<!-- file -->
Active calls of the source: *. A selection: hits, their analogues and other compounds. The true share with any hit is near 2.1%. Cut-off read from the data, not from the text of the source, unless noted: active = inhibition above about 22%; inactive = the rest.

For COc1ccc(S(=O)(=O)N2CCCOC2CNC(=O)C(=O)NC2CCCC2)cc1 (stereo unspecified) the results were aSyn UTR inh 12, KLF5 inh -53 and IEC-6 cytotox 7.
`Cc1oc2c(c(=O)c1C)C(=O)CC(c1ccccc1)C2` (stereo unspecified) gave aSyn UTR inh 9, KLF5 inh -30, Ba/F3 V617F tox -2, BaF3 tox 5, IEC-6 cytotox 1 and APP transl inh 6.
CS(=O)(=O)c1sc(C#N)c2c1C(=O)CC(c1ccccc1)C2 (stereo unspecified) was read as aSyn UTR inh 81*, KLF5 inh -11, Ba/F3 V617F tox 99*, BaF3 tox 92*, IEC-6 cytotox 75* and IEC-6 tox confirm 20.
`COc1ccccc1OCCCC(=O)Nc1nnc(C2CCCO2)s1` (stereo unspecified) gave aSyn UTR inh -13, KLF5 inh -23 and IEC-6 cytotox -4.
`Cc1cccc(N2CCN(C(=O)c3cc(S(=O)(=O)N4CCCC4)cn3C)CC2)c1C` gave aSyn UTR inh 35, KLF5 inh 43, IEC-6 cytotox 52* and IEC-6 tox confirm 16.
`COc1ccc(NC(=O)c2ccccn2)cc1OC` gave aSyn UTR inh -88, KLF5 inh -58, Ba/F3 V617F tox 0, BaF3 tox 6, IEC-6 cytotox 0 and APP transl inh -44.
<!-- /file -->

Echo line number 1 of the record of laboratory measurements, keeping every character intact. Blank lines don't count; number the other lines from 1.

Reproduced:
Active calls of the source: *. A selection: hits, their analogues and other compounds. The true share with any hit is near 2.1%. Cut-off read from the data, not from the text of the source, unless noted: active = inhibition above about 22%; inactive = the rest.